This bibliography on crime, law enforcement, and justice was prepared as a community history resource by staff of the former King County Office of Cultural Resources, now 4Culture King County Cultural Development Authority. It was last revised in August This study does not include most reference material relating to politics, general government and legislative activity. A number of items relating to judicial activity and lawsuits is included.
When he looks to select the next Attorney General of the United States, or the next Supreme Court justice, or even just the lower federal courts, President-elect Barack Obama will see plenty of smart options and certainly many opportunities to continue his brand of "new" politics.
Let's look first at the Attorney General position. It is imperative that Obama select someone who will continue to Judge kollar reigns s upreme essay and rebuild the Justice Department in the wake of Alberto Gonzales' disastrous reign.
The candidate must restore professionalism and nonpartisanship within the Department and also continue to adapt to the evolving legal war on terror.
One obvious choice for the position is Eric Holder, a former Justice Department official in the Clinton Administration who has kept a suitably low profile in Washington during the Democrats' exile from the White House.
Holder is a Democrat, but it will be hard for Republicans to tag him as a crony of the Left. He knows the ropes at Justice, has some experience in dealing with terror law and domestic crime which is upand has the intelligence and demeanor to generate confidence in the halls of Congress.
If Obama were to look beyond his own party, he could select for Justice either James B. Comey or Patrick J. Fitzgerald, two Republicans who have left deep marks in the law during their time in government. Comey was Deputy Attorney General to John Ashcroft during the Bush Administration and showed great integrity during one of the most significant scandals in Justice Department history.
It was Comey, sitting in for an ailing Ashcroft, who refused under pressure to certify the White House's controversial and, at the time, arguably illegal "domestic surveillance" operation.
Fitzgerald, too, showed great political courage and legal acumen when he was named special prosecutor in the CIA leak case. A masterful trial lawyer and dogged personality, Fitzgerald successfully prosecuted I.
His nomination for the AG position clearly would send a "bipartisan" message to the Congress and the courts. He has the talent to reach a new level in government and Obama could do worse than giving him a chance.
Now let's look to the Supreme Court. Right now, seven of the nine Justices were appointed by Republicans; the oldest members are the most liberal and the youngest are the most conservative.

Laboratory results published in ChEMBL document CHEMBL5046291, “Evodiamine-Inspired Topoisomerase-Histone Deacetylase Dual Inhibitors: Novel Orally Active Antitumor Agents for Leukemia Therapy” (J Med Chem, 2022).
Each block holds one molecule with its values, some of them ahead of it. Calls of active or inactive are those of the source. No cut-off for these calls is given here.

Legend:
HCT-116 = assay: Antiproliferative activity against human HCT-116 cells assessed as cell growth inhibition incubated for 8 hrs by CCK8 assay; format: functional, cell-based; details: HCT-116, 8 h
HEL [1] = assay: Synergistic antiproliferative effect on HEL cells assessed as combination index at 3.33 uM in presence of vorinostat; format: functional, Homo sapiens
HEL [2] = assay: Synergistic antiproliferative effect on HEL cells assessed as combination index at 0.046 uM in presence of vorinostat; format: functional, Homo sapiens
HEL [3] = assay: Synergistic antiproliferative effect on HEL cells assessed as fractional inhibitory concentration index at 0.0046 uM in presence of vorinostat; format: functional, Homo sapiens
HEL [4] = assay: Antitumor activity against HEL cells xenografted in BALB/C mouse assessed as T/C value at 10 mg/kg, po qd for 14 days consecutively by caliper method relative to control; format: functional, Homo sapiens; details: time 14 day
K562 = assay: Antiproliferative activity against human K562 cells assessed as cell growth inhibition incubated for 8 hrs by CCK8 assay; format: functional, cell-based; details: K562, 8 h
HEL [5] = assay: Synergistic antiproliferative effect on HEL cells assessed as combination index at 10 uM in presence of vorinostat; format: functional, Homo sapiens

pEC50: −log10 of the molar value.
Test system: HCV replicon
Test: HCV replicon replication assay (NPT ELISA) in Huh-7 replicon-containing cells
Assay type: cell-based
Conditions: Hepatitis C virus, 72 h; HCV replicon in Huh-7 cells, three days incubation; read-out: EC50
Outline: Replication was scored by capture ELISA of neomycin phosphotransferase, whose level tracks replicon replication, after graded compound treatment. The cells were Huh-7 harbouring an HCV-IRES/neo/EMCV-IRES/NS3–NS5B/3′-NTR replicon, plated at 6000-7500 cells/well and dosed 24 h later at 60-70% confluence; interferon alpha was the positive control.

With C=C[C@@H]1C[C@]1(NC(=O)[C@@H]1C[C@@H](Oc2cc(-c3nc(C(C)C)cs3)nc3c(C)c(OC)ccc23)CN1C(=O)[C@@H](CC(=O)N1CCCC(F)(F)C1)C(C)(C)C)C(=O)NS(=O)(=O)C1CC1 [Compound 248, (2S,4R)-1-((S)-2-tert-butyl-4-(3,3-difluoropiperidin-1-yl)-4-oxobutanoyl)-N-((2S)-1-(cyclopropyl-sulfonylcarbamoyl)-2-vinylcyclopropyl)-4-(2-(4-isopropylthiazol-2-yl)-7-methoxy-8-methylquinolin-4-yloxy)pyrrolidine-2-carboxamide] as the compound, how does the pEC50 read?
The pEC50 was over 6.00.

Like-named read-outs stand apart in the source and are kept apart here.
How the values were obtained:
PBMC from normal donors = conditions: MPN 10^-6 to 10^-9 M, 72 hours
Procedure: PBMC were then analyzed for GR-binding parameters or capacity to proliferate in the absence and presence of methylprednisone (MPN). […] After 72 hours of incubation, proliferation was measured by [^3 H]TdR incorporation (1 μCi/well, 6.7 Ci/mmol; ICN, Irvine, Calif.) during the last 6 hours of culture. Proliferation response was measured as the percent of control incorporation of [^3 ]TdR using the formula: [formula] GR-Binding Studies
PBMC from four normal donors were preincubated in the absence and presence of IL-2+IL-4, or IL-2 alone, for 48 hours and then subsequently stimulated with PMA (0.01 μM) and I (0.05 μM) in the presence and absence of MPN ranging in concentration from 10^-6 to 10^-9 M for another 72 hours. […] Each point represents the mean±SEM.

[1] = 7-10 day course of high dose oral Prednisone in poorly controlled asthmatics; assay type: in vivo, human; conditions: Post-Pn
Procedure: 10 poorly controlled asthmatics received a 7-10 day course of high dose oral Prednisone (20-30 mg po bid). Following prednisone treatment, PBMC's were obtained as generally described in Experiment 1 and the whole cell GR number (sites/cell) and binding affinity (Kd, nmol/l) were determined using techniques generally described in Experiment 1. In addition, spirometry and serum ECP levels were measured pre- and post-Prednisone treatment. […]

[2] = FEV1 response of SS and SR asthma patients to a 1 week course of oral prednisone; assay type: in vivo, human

So Obama should have an opportunity to appoint several new Justices. First, forget any talk of big-time Washington lawyer Robert Barnett getting the nod. But that's not to say that he can't or won't select a candidate who is not currently an active judge.
Indeed, the Supreme Court clearly could use justice who doesn't come from a federal appeals court; someone with a background like Sandra Day O'Connor, who spent some time as a state legislator in Arizona before becoming a state court judge and then the first female Justice in history.
She's brilliant, got some experience in government during the Clinton Administration, and doesn't appear to raise the hair on the backs of the necks of conservative. Oh, and not incidentally, she clerked for the late Justice Thurgood Marshall, the first black Justice.
She's 48, which means she's just a tick older that Obama himself. Another unconventional candidate would be Hillary Rodham Clinton. She has a law background and was famously good in her youth as counsel for the Democrats during the Watergate investigation. If she doesn't want to continue as one voice in in the Senate, or if she no longer has the will to run init's not hard to see a scenario where she parks herself at the Supreme Court.
Obama certainly will offer her some sort of position within his Administration - as payback for her wonderful soldier-like work during the campaign.
Why not a spot on the Court?
When it comes to trial court vacancies, Obama will have an opportunity over the next few years to begin to rebalance the federal judiciary after 20 of 28 years of Republican rule. Although it is often difficult to label a federal trial judge as "liberal" or "conservative," one recent report suggested that the courts have about a balance now in favor of conservative jurists.
That balance is sure to change during the Obama Administration. But just how far and how quickly is an open question. Ironically, it is here, with the question of judicial appointments, where Sen. John McCain can perhaps best help his former rival.An Essayon Racism words 4 Affirmative action policies were often criticized as reverse discrimination by non blacks whom the policies affect U.S.
Supreme Court has generally supported affirmative action policies, though there have been a few reversals. In December , A federal judge in California upheld a temporary ban on.
When he looks to select the next Attorney General of the United States, or the next Supreme Court justice, or even just the lower federal courts, President-elect Barack Obama will see plenty of. Following this Introduction, Part I of this Essay provides an overview of the three competing theories of corporate governance as indicated above.
In addition, I include a brief discussion of managerialism because I believe, along with many others, that there are still many corporations where the CEO reigns supreme. On Wednesday, April 25, , Judge Charles J. Kollar, of North Brunswick Municipal Court, was confronted with a variety of motor vehicle related cases.
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